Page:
Russia looks east as China link threatens to inflame Europe’s gas crisis

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It is thought there is enough gas in the Yamal area to supply both markets, but Russia could use the diversity of the customer base to its advantage. 

“The question is, would it [increase production to serve both centres] or would it optimise between the two – sell into the market which is going to pay the higher price,” asks Tomas Marzec-Manser, head of gas analytics at ICIS. 

China can afford to buy greater amounts. It has been purchasing pipeline gas through long-term contracts linked to oil prices – a common feature of the international gas industry. Thus the amount recently paid is less than Europe, which relies more on short-term contracts and the spot market where prices are soaring. 

In October, China was paying $4-$7 per Mmbtu (£3-£5), even as prices in Europe climbed above $20 per Mmbtu, data from ICIS shows. 

“It’s a gradual change of customer base, which is something that Europeans ought to keep in mind,” says Filip Medunic, at the European Council on Foreign Relations think-tank.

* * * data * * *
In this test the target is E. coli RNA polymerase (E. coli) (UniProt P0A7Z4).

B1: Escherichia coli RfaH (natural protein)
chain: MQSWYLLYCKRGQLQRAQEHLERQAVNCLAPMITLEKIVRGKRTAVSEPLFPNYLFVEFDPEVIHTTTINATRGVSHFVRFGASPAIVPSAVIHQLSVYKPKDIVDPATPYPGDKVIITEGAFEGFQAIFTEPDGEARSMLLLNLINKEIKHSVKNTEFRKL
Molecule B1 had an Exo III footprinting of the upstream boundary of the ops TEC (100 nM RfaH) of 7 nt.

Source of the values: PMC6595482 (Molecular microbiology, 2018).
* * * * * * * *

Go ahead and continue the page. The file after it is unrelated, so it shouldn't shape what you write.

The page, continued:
If it gets to the point where Russia can afford not to supply Europe and wants to use gas supply as a political tool, he notes, “that’s really dangerous, because that’s super difficult to resolve.”

Medunic urges Europe to make sure it has the right contracts in place so “we don’t end up again in a situation in winter where there isn’t enough and we have to ask for more.”

Gabuev also warns of the potential risks for Moscow becoming too reliant on Beijing. Australia has recently seen an unofficial block on some imports into China in what was perceived as political retaliation. 

While Power of Siberia 2 has been discussed for years, it has gained fresh impetus amid tensions with the West. Critics accuse Russia of compounding Europe’s energy crisis, arguing Putin is withholding extra gas supplies to pressure German regulators into starting up the Nord Stream 2 pipeline under the Baltic Sea. 

According to reports, Putin and Xi discussed the pipeline on a call on December 15 while the Russian president later hosted Ukhnaagiin Khürelsükh, the president of Mongolia, where the pipeline will travel through. 

Meanwhile, Gazprom, Russia’s state gas giant, is conducting a feasibility study for the pipeline which would be built alongside the China National Petroleum Corporation. Platts Analytics’ base case expects it to go ahead, with flows to begin as soon as 2027.

With the gas supply deal behind the existing pipeline having been signed shortly after Russia’s Winter Olympics in 2014, this year’s contest in Beijing may once again prove the catalyst for a deal.  

“We don’t know whether the contract will be ready by then,” says Gabuev. 

“But I think that there’s a lot of political and commercial incentive to sign it sooner rather than later in the first face-to-face encounter in nearly three years.”

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